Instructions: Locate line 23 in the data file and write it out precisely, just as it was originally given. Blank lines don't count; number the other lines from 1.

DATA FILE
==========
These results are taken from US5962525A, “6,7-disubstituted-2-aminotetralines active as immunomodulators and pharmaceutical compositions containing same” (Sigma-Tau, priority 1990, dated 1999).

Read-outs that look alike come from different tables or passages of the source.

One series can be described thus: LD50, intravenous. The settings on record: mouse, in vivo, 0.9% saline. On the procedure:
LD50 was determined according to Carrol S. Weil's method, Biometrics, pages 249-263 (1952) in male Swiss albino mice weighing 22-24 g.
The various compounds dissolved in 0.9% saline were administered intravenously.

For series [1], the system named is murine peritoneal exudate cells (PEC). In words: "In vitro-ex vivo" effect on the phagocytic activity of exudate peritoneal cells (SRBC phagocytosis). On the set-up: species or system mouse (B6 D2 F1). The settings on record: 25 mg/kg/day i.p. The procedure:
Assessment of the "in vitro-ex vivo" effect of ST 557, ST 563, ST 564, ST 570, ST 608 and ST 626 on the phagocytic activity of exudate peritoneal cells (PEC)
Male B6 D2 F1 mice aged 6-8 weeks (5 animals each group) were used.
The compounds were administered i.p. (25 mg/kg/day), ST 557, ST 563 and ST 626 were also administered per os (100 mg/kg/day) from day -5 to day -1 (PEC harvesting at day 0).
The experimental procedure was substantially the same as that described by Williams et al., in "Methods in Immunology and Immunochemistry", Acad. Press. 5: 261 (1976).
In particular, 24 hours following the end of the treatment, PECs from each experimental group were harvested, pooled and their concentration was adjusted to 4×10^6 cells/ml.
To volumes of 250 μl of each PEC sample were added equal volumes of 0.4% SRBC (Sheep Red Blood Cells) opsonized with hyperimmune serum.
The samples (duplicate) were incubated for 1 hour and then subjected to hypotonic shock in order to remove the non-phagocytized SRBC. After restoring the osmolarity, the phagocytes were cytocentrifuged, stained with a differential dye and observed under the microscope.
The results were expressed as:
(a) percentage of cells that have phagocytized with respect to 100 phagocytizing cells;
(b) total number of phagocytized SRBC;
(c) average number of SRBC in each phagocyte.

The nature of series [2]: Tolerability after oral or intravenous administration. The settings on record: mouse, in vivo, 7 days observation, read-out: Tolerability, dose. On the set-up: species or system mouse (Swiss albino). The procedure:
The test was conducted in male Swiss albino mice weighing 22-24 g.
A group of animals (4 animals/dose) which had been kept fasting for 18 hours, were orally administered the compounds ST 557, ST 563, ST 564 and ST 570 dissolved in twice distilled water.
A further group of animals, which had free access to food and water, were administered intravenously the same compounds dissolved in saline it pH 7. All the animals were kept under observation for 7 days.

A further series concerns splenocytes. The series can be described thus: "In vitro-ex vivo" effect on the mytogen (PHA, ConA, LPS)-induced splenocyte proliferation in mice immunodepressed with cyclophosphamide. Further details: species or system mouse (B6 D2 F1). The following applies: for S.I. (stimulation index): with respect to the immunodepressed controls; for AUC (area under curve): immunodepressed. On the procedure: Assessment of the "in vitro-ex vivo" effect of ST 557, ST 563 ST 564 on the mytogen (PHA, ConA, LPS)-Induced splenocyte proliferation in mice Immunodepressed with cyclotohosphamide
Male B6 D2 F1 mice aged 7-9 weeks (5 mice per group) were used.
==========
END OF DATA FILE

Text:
Male B6 D2 F1 mice aged 7-9 weeks (5 mice per group) were used.